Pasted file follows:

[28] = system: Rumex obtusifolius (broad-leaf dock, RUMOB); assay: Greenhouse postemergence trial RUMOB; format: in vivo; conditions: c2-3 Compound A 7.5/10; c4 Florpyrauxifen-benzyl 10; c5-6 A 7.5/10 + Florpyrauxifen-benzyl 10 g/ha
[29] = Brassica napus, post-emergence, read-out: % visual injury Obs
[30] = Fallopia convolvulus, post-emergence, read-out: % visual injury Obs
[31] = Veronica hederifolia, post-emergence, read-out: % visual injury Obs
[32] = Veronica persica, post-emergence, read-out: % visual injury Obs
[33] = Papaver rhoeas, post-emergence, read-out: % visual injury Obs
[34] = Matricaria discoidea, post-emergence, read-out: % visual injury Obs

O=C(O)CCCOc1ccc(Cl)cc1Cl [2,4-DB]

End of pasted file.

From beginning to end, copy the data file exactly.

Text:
[28] = system: Rumex obtusifolius (broad-leaf dock, RUMOB); assay: Greenhouse postemergence trial RUMOB; format: in vivo; conditions: c2-3 Compound A 7.5/10; c4 Florpyrauxifen-benzyl 10; c5-6 A 7.5/10 + Florpyrauxifen-benzyl 10 g/ha
[29] = Brassica napus, post-emergence, read-out: % visual injury Obs
[30] = Fallopia convolvulus, post-emergence, read-out: % visual injury Obs
[31] = Veronica hederifolia, post-emergence, read-out: % visual injury Obs
[32] = Veronica persica, post-emergence, read-out: % visual injury Obs
[33] = Papaver rhoeas, post-emergence, read-out: % visual injury Obs
[34] = Matricaria discoidea, post-emergence, read-out: % visual injury Obs

O=C(O)CCCOc1ccc(Cl)cc1Cl [2,4-DB]